Plenty of skincare ingredients are divisive. Some love coconut oil, for example, because the large fatty molecules make skin feel more comfortable and rarely irritate, while others find it overwhelms skin, leading to clogs and compromised glow. Others swear by oil cleansers, but they too can be a disaster on the wrong skin type.
This is not about one of those divisive ingredients. It’s about Hyaluronic Acid, which is naturally occurring in the body (fun fact: Hyaluronic Acid plays a huge role in keeping eyeballs all cushioned and juicy) and good news for all skin types. Seriously - all. If you have dry skin, this stuff will help to plump and reduce the appearance of cragginess. If you have oily skin, don’t worry - hyaluronic acid in serum form will reduce dehydration without adding any oil.
Here’s everything you need to know about this wonder molecule:
What Is Hyaluronic Acid?
Hyaluronic Acid is a naturally occurring substance in the body that is well known for being hydrophilic, so will draw and hold water to it, with a single molecule being able to hang onto 1000 times its weight in water.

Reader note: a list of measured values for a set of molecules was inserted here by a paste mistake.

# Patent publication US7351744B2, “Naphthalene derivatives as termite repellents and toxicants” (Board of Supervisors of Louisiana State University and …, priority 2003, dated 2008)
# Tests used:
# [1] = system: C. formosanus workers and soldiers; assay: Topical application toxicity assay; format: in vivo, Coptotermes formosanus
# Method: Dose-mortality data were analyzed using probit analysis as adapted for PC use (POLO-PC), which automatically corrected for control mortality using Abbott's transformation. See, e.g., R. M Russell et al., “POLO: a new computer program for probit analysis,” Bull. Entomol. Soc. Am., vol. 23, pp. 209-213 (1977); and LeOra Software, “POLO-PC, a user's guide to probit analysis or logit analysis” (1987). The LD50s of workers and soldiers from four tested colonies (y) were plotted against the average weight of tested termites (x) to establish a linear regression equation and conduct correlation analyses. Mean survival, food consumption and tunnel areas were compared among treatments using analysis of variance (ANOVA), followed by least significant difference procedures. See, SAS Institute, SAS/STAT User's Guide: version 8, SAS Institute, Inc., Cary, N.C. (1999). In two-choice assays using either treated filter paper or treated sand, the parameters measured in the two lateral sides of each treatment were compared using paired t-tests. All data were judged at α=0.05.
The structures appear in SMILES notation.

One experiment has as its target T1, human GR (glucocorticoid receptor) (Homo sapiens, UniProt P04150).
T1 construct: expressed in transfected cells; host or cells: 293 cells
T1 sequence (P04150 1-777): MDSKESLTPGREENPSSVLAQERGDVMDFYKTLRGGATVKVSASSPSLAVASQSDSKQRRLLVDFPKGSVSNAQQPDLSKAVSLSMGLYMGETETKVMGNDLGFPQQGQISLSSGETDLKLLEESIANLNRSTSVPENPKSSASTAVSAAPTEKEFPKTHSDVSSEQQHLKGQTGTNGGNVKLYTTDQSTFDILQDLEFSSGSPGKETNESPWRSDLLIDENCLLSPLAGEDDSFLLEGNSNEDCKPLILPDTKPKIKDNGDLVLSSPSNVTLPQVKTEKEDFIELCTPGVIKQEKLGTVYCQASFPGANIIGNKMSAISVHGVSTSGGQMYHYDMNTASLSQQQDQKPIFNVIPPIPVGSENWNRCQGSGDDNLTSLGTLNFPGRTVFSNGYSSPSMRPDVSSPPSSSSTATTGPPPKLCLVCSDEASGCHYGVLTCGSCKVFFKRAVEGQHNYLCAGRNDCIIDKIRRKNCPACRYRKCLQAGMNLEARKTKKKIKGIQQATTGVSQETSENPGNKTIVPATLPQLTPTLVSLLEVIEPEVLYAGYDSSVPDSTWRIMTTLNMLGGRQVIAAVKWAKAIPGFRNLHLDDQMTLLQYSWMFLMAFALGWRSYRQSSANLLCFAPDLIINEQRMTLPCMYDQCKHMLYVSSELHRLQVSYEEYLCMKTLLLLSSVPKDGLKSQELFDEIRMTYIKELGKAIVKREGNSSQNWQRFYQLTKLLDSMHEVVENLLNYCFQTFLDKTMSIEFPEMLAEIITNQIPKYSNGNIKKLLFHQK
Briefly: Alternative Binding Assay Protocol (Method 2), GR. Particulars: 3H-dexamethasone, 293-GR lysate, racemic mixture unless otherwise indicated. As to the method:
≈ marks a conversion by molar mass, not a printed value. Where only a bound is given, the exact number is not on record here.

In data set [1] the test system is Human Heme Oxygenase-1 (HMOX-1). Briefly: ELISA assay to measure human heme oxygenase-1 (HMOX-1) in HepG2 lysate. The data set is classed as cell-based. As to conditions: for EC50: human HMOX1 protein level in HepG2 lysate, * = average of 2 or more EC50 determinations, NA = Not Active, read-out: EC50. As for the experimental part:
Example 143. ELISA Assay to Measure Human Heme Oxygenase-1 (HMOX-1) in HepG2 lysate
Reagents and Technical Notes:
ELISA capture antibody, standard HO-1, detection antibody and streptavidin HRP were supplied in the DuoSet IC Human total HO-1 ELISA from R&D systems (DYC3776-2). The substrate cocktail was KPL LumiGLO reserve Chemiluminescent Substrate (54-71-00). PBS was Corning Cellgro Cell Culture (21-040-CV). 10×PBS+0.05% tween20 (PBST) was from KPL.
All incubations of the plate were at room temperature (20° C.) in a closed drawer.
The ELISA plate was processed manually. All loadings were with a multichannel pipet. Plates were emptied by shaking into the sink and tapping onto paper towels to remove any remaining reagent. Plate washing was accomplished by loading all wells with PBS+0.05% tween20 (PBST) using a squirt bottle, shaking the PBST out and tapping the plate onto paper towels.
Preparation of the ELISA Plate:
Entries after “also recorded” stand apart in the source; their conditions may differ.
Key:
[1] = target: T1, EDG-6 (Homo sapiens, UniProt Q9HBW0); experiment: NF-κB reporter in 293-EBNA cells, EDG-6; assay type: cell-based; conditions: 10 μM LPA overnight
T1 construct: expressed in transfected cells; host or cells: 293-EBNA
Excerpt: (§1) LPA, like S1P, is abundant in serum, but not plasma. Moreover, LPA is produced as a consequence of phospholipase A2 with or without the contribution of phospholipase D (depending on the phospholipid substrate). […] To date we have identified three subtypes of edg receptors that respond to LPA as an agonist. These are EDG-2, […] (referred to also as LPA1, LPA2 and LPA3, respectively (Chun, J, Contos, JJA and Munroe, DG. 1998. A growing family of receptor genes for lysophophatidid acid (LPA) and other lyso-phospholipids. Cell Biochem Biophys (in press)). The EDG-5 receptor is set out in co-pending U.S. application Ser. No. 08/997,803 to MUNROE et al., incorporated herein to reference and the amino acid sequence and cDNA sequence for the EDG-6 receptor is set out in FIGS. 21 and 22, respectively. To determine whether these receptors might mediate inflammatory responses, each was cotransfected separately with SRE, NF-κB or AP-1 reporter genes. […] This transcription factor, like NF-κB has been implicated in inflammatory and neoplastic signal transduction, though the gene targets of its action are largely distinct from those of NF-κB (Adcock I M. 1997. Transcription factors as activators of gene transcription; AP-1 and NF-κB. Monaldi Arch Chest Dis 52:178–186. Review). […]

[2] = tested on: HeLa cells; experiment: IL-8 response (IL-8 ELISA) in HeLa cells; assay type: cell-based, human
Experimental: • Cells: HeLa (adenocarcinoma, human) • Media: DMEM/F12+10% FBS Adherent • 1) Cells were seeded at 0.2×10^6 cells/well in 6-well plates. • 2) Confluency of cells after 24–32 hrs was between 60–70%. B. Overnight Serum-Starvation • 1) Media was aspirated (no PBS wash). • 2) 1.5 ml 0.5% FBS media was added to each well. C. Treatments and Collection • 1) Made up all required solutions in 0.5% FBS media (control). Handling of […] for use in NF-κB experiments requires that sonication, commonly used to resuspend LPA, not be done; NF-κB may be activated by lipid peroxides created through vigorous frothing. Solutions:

What does Hyaluronic Acid Do For Skin?
Unfortunately, the production of Hyaluronic Acid depletes as we age. As it does, it takes all the skin benefits with it, which fall into two primary camps: 1) It acts like a mattress, padding skin out, keeping it bouncy and healthy and generally looking youthful - hence its popularity as a dermal filler ingredient, 2) It ups the skin’s defences and helps to keep it functioning well.
Which is better: Hyaluronic Acid Serum or Moisturiser?
They serve entirely different functions. A serum will generally contain smaller molecules and is designed to penetrate more deeply. A Hyaluronic Acid serum will therefore draw water deeply into the skin. A moisturiser is designed to sit on the surface of the skin, reducing transepidermal water loss, i.e. lock moisture in, softening the surface, and acting as a comforting blanket of skincare.
Can I use Hyaluronic Acid if I have acne?
Absolutely - provided you’ve picked the right form. Grab a hyaluronic acid product that contains small molecules, and you’ll find your skin retains more hydration, which is entirely different to the excess of oil that fuels and characterises acneic skin types (dehydrated = lack of water, dry = lack of oil). Over time, you may find hyaluronic acid helps to reduce acne thanks to the boost to skin’s overall health.
What are the best Hyaluronic Acid Products?
Here’s where years of testing pay off - we’ve tried a whole host of hyaluronic acid products and found these to be well worth your money: